As a service dog handler, I cannot count the number of times people have said to me, “Wow, your dog is so well behaved! Mine could never be like that!” While I appreciate the compliment, it sometimes frustrates me, because the way DeeDee acts is the result of hundreds, maybe even thousands, of hours of training. In fact, she had nearly 200 hours of public access training alone before graduating to full service dog status. People often find it hard to believe that DeeDee came to me as somewhat of a fireball. But she did. I thought I might share some of DeeDee’s untold stories so people can see that, while not all dogs have what it takes to become service dogs, almost every dog can learn to be well behaved.
Let’s start with day one - the day we brought her home. One of the things I foolishly did was to give DeeDee a rawhide bone to chew on. After about an hour, it became necessary to take it away from her. I don’t know where my brain was, but it had clearly taken an unannounced vacation. One of the number one rules with dogs is never attempt to take a high value treat from a dog you don’t know well. Sure enough, when I reached for the bone, DeeDee growled and snapped at my hand. She didn’t bite me, which means she didn’t intend to bite me (a dog who wants to bite almost never misses), but still, it was a clear and scary warning. Eventually I got the bone away by trading it for a treat, and training against resource guarding moved to the top of our training list. Today, not only can anybody remove a treat DeeDee’s eating from under her nose, she will actually bring me any treat she is working on and place it in my hand on command. Did she just automatically learn this? Of course not. It took time and training.
(Time to reflect on days gone by…)
Another issue she had was wanting to get to our food while we ate. My husband and I frequently ate on the floor, watching movies and using a foot stool for a table. The first time we tried this with DeeDee nearby, I had to repeatedly wrestle her away from us and the food. DeeDee was the most determined dog I’d ever seen in this area. She would gladly attempt to push me aside all night long if it meant a chance at my food. So I trained her, using her love of food to my advantage. I placed her dog bed near where we sat, and began tossing pieces of kibble to her as long as she stayed on it. At first she got kibble every couple of seconds, but eventually I weaned her off of needing it completely. Nowadays, I can confidently leave DeeDee alone in a room with extremely tantalizing food right at nose level, and she won’t so much as look at it. Again, she didn’t arrive this way. It took training.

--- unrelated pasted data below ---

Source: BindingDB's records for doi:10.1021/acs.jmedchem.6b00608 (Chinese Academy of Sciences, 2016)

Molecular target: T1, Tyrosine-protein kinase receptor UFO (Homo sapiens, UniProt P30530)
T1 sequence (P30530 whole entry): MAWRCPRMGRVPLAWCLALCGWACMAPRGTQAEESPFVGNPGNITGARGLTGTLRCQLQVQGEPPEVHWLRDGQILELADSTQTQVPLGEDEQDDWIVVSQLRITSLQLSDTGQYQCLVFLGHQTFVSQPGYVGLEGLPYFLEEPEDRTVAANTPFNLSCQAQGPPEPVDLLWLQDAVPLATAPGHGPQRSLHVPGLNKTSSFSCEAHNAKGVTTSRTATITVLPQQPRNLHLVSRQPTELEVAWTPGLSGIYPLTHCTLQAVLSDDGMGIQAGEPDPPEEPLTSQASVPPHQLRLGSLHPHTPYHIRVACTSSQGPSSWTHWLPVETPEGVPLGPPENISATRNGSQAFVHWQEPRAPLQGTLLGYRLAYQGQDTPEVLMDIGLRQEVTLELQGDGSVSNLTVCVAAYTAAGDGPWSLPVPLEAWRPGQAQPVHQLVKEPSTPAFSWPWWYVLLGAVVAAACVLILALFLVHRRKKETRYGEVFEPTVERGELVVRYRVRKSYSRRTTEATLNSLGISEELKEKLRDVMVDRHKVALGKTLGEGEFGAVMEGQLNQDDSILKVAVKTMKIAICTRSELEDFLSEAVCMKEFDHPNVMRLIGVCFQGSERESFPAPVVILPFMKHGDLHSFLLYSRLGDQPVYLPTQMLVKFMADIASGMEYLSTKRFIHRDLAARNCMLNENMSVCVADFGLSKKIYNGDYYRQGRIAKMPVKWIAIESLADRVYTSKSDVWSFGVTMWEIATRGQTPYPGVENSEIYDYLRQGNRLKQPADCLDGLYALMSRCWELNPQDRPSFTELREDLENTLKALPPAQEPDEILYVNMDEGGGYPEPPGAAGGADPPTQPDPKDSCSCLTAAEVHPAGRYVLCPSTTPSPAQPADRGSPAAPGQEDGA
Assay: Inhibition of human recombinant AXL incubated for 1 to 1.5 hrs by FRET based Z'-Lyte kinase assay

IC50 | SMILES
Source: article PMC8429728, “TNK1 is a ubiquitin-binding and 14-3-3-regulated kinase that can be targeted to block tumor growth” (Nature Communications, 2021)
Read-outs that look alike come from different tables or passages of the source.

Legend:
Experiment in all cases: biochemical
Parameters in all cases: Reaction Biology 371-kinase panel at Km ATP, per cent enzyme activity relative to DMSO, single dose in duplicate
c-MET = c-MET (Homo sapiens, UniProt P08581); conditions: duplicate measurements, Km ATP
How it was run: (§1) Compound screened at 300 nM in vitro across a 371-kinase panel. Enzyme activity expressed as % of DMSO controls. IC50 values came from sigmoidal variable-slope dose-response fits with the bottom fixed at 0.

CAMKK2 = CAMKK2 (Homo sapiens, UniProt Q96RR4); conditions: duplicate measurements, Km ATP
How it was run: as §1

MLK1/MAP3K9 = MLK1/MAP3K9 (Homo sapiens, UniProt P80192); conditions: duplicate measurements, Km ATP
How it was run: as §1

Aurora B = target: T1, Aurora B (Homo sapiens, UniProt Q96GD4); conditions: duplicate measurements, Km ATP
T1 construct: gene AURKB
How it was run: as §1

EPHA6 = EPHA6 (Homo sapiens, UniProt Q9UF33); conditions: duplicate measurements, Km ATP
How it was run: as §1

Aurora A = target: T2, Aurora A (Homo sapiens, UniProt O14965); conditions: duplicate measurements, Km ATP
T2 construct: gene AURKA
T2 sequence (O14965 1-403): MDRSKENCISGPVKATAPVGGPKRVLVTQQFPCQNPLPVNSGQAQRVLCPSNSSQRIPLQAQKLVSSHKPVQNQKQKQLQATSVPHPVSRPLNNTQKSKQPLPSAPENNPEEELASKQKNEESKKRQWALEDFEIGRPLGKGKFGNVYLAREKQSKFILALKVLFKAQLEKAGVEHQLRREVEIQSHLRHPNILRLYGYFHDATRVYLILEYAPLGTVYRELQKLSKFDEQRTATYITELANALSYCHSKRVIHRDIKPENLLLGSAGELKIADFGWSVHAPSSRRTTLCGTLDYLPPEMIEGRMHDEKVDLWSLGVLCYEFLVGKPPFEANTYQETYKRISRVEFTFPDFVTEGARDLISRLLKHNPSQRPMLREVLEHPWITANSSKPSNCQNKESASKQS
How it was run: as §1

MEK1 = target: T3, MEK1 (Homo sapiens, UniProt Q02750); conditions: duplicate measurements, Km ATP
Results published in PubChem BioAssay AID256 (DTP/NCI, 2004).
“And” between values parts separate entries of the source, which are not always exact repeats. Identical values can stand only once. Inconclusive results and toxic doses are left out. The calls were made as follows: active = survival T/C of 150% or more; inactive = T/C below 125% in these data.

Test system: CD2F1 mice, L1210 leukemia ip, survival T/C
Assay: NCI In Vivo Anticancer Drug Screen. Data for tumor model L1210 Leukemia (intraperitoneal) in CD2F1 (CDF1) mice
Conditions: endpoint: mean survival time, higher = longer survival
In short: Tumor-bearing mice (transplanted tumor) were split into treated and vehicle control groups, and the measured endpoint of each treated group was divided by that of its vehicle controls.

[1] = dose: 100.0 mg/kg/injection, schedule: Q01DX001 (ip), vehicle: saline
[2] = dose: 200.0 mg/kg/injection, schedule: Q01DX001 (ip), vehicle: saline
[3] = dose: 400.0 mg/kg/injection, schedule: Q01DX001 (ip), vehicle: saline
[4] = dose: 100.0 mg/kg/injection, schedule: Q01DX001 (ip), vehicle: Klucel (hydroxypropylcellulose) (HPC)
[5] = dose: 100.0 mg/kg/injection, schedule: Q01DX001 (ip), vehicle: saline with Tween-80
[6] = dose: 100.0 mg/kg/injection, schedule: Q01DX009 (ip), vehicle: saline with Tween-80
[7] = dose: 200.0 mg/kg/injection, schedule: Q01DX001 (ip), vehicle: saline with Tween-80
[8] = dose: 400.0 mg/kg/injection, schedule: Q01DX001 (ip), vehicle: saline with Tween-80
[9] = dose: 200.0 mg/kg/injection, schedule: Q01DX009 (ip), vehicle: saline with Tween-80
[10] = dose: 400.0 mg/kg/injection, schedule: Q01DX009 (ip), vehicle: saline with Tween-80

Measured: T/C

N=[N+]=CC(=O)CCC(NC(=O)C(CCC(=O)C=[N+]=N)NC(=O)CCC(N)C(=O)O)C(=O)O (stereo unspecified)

Another issue common to dogs that DeeDee had was snapping at fingers when offered treats. She was so horrible about this that at our very first greyhound meet and greet, the man handing out dog treats, who was used to greyhounds and their strong affinity for food, gave up trying to feed her and handed me the treats to try at my own risk away from the other dogs. So I trained her. Today we actually have the opposite problem - DeeDee takes treats so cautiously they often fall to the ground because she doesn’t grip tightly enough.
Moving on, prior to adopting DeeDee, my husband had decided he didn’t want her on the bed. Apparently nobody told DeeDee that. She repeatedly jumped onto the bed her first two nights at home, forcing my husband to literally drag/push her off time and time again. DeeDee had huge crate issues from being kenneled 23 hours a day at the track (she came to us with yellow, urine stained fur that wouldn’t wash out from being forced to lie in her own urine), so that was out. Once again I resorted to rewarding her for remaining on her bed next to ours at night. After just a few nights, the problem was gone. A few months later DeeDee won my husband over enough for him to want her on the bed, but to this day she pauses with her head resting on the edge of the bed, asking permission before coming up.
(DeeDee in a no pull harness, shortly after we adopted her.)
Another huge issue DeeDee had was her prey drive. While she was relatively okay indoors around small animals (with the occasional reminder not to give chase), outdoors she would leap and lunge and whine at the end of her leash every time a cat, rabbit, or squirrel was in sight. It looked horrible, and I was afraid she’d hurt her neck, so I temporarily switched to a no pull harness (which, of course, she pulled in). I then taught her the command “watch me” indoors, away from distractions. Once she had it down, we began practicing it randomly while on walks outdoors. When I was confident she had that down, I began to give the command the instant I saw a small animal. Each time she’d turn away from a small animal to glance at me, even for a split second, I put on my super excited happy voice and gave a bunch of treats at once. Nowadays, if DeeDee sees a small furry, even if it’s running from us full speed she refuses to chase after it. But again, it took training.
DeeDee also came to us with a severe case of separation anxiety. It was so bad the adoption group actually asked us to consider returning her and getting a different dog. It took a solid six months, but eventually DeeDee got to the place where she’d curl up and sleep when we left. Talk about a long six months!
DeeDee definitely had issues when we first brought her home. In fact, had I known I would be needing a service dog, I wouldn’t have chosen her. But I did, and with a lot of time, work, and patience, she became the well trained companion I now trust with my life on a daily basis. There are some dogs who will always have issues, but the vast majority of dogs can overcome them with proper diet, training, and exercise. I truly believe having a well behaved, closely bonded dog is one of life’s greatest joys.
(DeeDee, without a care in the world.)